The Timing is Just Right For This Lo-fi Horror Masterpiece
Alisa is voiced by the developer’s real-life girlfriend.
At the start of any year, people seem like they're only waking up. The same is true for video games — anticipation builds up as releases slow down, and, before you know it, you're dropping 60 hours into Palworld just to take the edge off. The timing is just right for a lo-fi horror game that until now could only have been played on PC. Enter Alisa: Developer's Cut, coming to PS5, Xbox Series X/S, and Nintendo Switch on February 6.
Belgian indie developer Casper Croes first released a demo (which is free-to-play on Steam and itch.io) for the Alice in Wonderland spin-off Alisa in 2020. Around then, he raised over $30,000 on Kickstarter to fund the project before fully releasing the game on PC in 2021. Screenshots of its lo-fi Victorian mansion have since periodically blown up on Twitter. In other words, the few enthusiasts who played the game kept it going for years. Now, it’s about to get the wide release it deserves.
Protagonist Alisa, a special agent hunting for a spy, spends most of the three-hour game stuck in an ornate dollhouse; fans of 1996 Resident Evil will anxiously recognize Alisa's twisting wood staircases, red carpet hallways, and tactile puzzles involving oddly-shaped keys. Through Alisa, which is as much of a slow-moving mystery as it is about defying mortality, Alisa regularly encounters misshapen doll enemies with cracked faces, some of which amble towards her like a lobotomized ex-lover, others that look like true monsters, with excess pieces of porcelain and flesh hanging off their frames like cherries on a vine. The dolls chirp as they approach, so Silent Hill players used to haphazardly aiming at the series' ringing or singing devils will know, instinctively, when it's time to point their guns.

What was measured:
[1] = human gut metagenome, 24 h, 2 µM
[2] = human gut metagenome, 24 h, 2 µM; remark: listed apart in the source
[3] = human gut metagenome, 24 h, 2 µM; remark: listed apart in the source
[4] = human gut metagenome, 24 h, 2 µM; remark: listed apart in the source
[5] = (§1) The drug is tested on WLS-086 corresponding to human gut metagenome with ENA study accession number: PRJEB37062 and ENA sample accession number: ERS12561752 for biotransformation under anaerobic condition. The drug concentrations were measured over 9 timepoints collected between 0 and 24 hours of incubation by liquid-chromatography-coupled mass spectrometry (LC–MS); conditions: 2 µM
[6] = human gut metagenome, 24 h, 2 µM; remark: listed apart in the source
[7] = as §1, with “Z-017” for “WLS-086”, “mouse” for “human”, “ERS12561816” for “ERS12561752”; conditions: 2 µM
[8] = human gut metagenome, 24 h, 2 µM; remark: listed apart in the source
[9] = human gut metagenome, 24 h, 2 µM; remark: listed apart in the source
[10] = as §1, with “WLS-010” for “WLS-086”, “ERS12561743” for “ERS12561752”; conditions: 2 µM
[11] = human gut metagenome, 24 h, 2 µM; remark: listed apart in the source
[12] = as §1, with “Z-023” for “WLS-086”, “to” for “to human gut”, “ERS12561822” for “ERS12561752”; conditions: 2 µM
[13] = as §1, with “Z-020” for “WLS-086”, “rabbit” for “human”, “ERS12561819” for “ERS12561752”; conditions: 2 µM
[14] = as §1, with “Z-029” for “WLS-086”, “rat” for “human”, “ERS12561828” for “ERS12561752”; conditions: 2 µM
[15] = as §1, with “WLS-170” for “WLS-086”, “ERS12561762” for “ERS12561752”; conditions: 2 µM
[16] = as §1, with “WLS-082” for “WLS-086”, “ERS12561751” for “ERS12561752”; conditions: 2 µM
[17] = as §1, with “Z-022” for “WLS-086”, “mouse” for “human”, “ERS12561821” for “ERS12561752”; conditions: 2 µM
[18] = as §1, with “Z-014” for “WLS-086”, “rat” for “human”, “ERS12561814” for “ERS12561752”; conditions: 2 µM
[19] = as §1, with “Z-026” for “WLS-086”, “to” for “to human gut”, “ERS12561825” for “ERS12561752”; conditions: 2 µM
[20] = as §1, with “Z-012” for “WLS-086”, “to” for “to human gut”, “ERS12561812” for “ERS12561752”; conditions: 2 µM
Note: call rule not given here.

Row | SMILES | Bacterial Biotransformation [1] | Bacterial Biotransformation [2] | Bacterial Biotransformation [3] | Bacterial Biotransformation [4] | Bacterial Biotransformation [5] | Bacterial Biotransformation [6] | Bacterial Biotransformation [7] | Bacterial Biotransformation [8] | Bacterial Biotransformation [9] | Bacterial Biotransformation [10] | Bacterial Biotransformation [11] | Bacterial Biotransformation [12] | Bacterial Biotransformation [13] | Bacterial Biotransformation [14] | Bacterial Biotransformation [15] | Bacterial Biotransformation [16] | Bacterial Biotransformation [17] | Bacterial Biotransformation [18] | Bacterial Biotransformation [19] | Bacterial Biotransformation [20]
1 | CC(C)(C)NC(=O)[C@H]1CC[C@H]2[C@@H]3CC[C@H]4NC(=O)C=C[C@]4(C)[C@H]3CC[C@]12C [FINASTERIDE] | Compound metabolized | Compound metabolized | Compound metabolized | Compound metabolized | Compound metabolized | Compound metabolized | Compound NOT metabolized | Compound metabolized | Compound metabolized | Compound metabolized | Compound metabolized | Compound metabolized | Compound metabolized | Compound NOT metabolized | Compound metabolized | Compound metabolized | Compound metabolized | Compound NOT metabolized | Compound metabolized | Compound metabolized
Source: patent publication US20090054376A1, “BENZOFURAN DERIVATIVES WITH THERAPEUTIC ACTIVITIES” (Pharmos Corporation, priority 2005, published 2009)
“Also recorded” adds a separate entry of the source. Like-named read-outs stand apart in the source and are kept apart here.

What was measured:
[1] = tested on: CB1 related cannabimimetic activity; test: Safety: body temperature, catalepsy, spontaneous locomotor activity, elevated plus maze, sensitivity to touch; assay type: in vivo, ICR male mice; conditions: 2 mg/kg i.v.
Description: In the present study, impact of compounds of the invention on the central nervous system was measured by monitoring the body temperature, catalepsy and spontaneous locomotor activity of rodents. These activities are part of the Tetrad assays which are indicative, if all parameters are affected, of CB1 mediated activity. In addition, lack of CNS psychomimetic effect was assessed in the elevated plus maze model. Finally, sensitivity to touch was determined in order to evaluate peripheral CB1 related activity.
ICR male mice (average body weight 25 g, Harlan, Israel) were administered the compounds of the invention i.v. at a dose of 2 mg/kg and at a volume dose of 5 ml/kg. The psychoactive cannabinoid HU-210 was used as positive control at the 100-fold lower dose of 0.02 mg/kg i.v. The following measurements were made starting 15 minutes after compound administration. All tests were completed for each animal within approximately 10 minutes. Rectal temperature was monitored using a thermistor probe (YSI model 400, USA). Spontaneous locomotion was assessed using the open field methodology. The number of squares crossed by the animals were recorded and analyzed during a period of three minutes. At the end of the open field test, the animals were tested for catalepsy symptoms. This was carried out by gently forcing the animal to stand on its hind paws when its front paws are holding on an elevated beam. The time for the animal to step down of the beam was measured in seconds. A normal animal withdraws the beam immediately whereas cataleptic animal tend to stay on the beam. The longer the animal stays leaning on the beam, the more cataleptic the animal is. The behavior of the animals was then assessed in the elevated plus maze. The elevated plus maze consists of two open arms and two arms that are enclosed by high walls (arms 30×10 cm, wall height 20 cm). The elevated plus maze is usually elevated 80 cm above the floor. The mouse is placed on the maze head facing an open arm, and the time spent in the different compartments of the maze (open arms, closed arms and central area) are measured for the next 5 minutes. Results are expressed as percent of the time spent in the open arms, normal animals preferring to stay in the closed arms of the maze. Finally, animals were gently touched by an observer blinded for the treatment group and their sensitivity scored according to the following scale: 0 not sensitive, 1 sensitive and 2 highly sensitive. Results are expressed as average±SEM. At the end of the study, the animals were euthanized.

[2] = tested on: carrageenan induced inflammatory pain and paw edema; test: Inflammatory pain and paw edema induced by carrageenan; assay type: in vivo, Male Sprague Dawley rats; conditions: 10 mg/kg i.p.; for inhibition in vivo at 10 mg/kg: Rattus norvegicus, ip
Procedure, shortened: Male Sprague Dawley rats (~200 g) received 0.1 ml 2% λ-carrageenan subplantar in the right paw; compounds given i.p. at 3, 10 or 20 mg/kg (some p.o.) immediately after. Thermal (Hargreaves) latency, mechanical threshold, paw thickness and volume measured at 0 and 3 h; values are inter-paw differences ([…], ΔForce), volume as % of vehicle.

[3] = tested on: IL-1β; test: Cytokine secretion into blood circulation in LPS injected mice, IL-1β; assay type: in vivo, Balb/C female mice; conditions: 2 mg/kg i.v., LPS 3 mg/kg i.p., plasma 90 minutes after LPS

While Alisa is a pious disciple of '90s horror in nearly every way — aesthetic, mood, and mechanics — it makes a few welcome adjustments to the genre's typically cumbersome shooting. You'll never have to pull out some miraculous 2024 aim accuracy, but, as Croes cites Call of Duty as one of the game's sources of inspiration, you might struggle harder than you would with 1999's Silent Hill, which is cool with you spraying bullets all throughout the air. An orange reticle informs you when you're on-target in Alisa, but you can also choose to start the game with aim assist.
After successfully blowing up a whiny baby doll, you receive a smattering of bronze "toothwheels" (a literal translation of the Dutch word for "cog," tandwiel), the game's currency. Bring them to the squawking hand puppet Pol, who will let you save the game and buy new items, weapons, and, my favorite, dresses. Some of these dresses are frothy but modest, like a 19th century wedding gown, while others barely-there and optimized for Alisa's resting hand-on-hip pose. All are capable of modifying your defense stats, or they give you additional perks, like a pleated nurse dress that lets you heal faster.
The Developer's Cut released on Steam as an update in 2022, so you can think of its console versions as simply "the full experience." Compared to the original game release, Alisa's extended version contains more items, cut scenes, endings (there are four), and, crucially, a new game plus. All of these tweaks work to enhance the original game’s mood, a slow-moving, dense brown cloud of gloom.
Unfortunately, some of Alisa will feel dated in less welcome ways. Alisa's bosom, for example, does not operate by earthly physics, but by horny imagination. Movement, as is expected from a game that prioritizes tank controls, is usually stiff and painfully slow. But I can look past all that since Alisa, voiced by Croes' real-life girlfriend, always seems amusingly sleepy as she roughs up her Wonderland. She's capable of anything, even sauntering around Hell as a dress-up nurse. The doll monsters, too, legitimize a girl's play time, turning what we might dismiss as cold plastic into a consequential nightmare. So Alisa: Developer's Cut is the ideal new release for pure honey '90s nostalgia, and for 2024 horror fans desperate to enter someone's dark daydream.